An Evening With Author Marguerite Prager-Thomson

Ashley Allen
Staff Writer

Marguerite Prager-Thompson, author of Marguerite de Bourgogne, visited Scuppernong Books in Greensboro last Wednesday. Marguerite de Bourgogne is a memoir about Marguerite’s life as a Jew living with her parents in France during World War II and her childhood in America.

At the reading, Marguerite was accompanied by her husband, Tim, as well as artistic director, Brenda, who assisted throughout the night. Due to her physical limitations, Maguy has been putting together her memoir for the last 13 years with the help of Bernadette Davis.

Maguy was diagnosed with Rheumatoid arthritis at age 14. When she was diagnosed, there was no medication available to aid with her pain. She would take 12 aspirin a day just to deal with her condition.

Maguy has had multiple surgeries over the years including on her fingers, wrists, knees and spine. Although she has recently been confined to a wheelchair and has trouble speaking at a loud volume because of the overall damage the arthritis has caused, her husband pointed out that her mind works “just fine.”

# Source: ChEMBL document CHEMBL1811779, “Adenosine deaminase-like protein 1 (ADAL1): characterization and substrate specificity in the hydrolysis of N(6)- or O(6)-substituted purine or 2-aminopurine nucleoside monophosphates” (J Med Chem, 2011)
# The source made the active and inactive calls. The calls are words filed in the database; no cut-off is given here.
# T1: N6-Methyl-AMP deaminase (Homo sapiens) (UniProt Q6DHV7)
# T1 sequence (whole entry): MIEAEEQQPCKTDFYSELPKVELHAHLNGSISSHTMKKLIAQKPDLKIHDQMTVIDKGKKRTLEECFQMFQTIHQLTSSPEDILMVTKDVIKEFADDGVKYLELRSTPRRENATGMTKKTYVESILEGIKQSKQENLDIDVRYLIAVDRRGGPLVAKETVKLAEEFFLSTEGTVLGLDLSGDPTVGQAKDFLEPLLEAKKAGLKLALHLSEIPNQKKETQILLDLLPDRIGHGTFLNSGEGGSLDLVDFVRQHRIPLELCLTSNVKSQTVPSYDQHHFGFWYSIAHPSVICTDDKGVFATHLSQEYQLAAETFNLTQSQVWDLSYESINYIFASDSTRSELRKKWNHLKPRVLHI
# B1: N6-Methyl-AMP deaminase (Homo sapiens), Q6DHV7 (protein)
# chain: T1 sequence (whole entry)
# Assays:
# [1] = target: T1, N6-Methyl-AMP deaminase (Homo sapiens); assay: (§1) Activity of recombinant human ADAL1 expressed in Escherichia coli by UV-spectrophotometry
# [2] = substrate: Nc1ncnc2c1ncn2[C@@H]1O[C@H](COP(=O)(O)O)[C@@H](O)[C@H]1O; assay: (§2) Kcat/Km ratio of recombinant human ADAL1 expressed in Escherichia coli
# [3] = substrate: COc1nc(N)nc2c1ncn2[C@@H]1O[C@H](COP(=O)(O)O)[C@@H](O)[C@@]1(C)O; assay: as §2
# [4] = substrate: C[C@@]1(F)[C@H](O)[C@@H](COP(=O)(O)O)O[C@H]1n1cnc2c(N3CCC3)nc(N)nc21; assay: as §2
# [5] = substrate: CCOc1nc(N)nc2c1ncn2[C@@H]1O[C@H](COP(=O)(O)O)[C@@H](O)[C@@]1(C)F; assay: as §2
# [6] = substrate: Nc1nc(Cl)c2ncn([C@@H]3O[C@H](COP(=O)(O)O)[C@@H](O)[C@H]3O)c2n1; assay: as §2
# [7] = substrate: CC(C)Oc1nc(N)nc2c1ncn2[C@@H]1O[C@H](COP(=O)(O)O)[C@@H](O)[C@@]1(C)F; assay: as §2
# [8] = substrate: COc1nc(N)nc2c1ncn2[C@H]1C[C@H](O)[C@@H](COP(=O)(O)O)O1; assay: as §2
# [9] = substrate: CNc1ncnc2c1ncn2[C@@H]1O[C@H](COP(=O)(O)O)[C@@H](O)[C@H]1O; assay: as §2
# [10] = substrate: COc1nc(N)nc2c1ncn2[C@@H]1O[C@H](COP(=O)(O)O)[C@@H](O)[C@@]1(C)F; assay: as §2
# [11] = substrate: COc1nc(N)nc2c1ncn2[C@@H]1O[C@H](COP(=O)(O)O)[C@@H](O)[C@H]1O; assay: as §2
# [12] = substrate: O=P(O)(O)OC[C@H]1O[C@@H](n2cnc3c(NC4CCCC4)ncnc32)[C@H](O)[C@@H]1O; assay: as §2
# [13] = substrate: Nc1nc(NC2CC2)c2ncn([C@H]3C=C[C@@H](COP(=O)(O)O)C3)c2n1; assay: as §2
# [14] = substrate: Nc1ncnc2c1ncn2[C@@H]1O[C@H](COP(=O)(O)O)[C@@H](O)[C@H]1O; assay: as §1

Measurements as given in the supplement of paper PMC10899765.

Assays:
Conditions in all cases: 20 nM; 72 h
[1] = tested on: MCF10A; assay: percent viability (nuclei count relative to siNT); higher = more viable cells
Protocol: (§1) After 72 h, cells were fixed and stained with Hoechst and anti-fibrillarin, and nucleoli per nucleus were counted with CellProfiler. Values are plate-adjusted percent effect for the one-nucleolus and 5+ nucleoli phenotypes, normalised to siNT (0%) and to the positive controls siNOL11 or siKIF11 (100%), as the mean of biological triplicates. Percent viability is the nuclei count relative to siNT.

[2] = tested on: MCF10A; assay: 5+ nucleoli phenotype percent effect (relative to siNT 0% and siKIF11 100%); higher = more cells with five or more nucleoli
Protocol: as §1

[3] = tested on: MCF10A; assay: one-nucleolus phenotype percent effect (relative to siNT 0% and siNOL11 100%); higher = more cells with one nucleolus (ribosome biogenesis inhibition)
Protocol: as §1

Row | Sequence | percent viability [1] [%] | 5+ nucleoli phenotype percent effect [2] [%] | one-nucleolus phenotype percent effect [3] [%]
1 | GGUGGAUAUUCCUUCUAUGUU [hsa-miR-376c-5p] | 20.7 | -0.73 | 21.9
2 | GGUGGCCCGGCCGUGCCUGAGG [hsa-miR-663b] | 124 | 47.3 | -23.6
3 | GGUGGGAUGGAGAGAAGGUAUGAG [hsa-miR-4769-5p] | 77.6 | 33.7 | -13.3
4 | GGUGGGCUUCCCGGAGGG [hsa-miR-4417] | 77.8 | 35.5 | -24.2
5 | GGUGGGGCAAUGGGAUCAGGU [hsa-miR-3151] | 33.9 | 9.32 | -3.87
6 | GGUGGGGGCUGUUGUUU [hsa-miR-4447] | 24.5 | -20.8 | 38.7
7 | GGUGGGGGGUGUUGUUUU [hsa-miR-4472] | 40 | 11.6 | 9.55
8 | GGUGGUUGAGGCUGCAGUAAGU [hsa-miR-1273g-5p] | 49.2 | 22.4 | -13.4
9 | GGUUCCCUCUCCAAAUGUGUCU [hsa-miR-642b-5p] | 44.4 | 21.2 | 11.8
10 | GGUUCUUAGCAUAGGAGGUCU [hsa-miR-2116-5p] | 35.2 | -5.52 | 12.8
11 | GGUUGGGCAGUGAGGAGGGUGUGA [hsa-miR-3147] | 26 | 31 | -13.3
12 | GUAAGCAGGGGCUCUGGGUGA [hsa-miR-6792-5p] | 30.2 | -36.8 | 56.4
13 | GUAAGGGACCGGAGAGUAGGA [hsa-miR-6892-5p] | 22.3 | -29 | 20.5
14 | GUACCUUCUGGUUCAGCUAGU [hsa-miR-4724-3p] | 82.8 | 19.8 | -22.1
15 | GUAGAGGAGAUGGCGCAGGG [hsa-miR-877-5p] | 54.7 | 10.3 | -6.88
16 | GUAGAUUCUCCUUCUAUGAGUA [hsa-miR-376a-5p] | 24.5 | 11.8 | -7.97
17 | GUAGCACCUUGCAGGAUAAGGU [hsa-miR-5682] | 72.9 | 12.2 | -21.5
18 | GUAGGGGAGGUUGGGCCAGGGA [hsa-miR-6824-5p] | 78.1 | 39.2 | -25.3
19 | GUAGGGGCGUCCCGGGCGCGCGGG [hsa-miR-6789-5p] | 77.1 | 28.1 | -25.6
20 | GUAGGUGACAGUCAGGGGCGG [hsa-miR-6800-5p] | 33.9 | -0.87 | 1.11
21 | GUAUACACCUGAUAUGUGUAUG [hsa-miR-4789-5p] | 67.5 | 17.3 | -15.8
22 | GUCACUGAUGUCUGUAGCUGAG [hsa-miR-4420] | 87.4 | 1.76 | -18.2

Tim introduced his wife to the audience. He stated, “Maguy [Marguerite] was born in France during World War II. Her father, Eric, was an Austrian Jew and had to hide from the Nazis in France as well as the French government. Her mother, Charline, stayed in a small village in France where Maguy was born, while her father hid in the mountains until the war ended.”

After the war, Maguy and her family immigrated to the United States in 1952. Maguy spent her childhood in Chicago and graduated from the University of Illinois with a teaching degree in Spanish. She met Tim in 1977 and followed him to Germany where they lived for many years. They traveled from Germany to Louisiana to Massachusetts, and finally to Greensboro.

Throughout the memoir, she shares her life through small stories and experiences she has accumulated throughout her lifetime. The book carries through how her parents met, life through the war, immigrating to the U.S., her school years and her early adult years.

As her husband explained, “There’s some funny parts in this book, a lot of funny parts. But there are parts that are very touching. So I think that makes for a variety of subject matter for the reader.”

This memoir is full of raw truth along with comical short stories. It is a perfect read for any history buff, biography lover, or any reader interested in reading a true story.




Categories: Features

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